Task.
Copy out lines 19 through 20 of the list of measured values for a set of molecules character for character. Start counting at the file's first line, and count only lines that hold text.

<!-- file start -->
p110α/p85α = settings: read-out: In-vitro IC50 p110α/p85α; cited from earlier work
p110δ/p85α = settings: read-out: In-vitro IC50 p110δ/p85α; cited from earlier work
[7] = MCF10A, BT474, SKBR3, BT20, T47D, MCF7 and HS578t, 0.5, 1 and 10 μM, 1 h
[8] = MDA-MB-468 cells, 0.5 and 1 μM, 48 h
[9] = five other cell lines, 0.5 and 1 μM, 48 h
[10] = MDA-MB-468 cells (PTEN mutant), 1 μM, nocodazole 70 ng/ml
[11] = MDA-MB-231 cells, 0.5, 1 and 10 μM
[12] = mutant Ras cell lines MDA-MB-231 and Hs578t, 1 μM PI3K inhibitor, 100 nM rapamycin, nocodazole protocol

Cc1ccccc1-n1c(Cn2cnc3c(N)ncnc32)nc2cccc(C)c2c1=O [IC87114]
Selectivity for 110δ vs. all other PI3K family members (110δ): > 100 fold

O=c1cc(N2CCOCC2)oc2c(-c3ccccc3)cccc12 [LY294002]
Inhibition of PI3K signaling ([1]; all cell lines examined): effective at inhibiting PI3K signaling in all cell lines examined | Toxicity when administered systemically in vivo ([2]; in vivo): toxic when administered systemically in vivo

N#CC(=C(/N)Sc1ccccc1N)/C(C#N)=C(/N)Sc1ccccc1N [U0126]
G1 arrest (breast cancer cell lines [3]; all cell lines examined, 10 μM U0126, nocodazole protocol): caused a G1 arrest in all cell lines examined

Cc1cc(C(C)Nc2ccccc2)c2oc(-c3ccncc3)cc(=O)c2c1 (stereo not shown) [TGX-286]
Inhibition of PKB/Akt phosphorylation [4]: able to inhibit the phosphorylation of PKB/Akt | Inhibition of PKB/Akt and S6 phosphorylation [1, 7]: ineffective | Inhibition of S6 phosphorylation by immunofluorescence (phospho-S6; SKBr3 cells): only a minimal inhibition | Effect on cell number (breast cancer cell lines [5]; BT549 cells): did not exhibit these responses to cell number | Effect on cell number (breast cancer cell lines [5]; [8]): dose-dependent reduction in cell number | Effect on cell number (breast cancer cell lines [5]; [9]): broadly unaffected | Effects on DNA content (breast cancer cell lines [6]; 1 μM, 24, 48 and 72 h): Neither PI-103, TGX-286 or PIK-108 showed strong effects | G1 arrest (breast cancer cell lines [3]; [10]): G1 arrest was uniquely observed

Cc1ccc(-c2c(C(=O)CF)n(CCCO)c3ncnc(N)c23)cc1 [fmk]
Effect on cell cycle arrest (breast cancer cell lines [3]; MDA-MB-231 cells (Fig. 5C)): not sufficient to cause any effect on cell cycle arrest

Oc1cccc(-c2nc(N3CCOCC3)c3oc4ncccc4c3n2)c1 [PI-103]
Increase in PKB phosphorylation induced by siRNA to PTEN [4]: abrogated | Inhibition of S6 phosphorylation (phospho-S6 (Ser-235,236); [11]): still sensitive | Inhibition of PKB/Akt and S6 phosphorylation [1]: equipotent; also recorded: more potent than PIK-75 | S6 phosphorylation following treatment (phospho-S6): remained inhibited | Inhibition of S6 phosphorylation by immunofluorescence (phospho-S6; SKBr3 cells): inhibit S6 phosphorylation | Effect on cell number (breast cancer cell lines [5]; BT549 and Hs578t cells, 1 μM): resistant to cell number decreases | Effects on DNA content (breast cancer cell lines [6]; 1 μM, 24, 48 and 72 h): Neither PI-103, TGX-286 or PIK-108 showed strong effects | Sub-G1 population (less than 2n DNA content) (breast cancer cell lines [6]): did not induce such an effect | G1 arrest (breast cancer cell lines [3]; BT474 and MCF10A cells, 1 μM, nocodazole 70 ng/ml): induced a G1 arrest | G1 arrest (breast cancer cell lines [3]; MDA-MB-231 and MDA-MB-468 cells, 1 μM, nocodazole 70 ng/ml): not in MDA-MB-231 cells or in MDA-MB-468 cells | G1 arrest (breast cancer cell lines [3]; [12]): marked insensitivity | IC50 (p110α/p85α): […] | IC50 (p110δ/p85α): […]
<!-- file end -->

Oc1cccc(-c2nc(N3CCOCC3)c3oc4ncccc4c3n2)c1 [PI-103]
Increase in PKB phosphorylation induced by siRNA to PTEN [4]: abrogated | Inhibition of S6 phosphorylation (phospho-S6 (Ser-235,236); [11]): still sensitive | Inhibition of PKB/Akt and S6 phosphorylation [1]: equipotent; also recorded: more potent than PIK-75 | S6 phosphorylation following treatment (phospho-S6): remained inhibited | Inhibition of S6 phosphorylation by immunofluorescence (phospho-S6; SKBr3 cells): inhibit S6 phosphorylation | Effect on cell number (breast cancer cell lines [5]; BT549 and Hs578t cells, 1 μM): resistant to cell number decreases | Effects on DNA content (breast cancer cell lines [6]; 1 μM, 24, 48 and 72 h): Neither PI-103, TGX-286 or PIK-108 showed strong effects | Sub-G1 population (less than 2n DNA content) (breast cancer cell lines [6]): did not induce such an effect | G1 arrest (breast cancer cell lines [3]; BT474 and MCF10A cells, 1 μM, nocodazole 70 ng/ml): induced a G1 arrest | G1 arrest (breast cancer cell lines [3]; MDA-MB-231 and MDA-MB-468 cells, 1 μM, nocodazole 70 ng/ml): not in MDA-MB-231 cells or in MDA-MB-468 cells | G1 arrest (breast cancer cell lines [3]; [12]): marked insensitivity | IC50 (p110α/p85α): […] | IC50 (p110δ/p85α): […]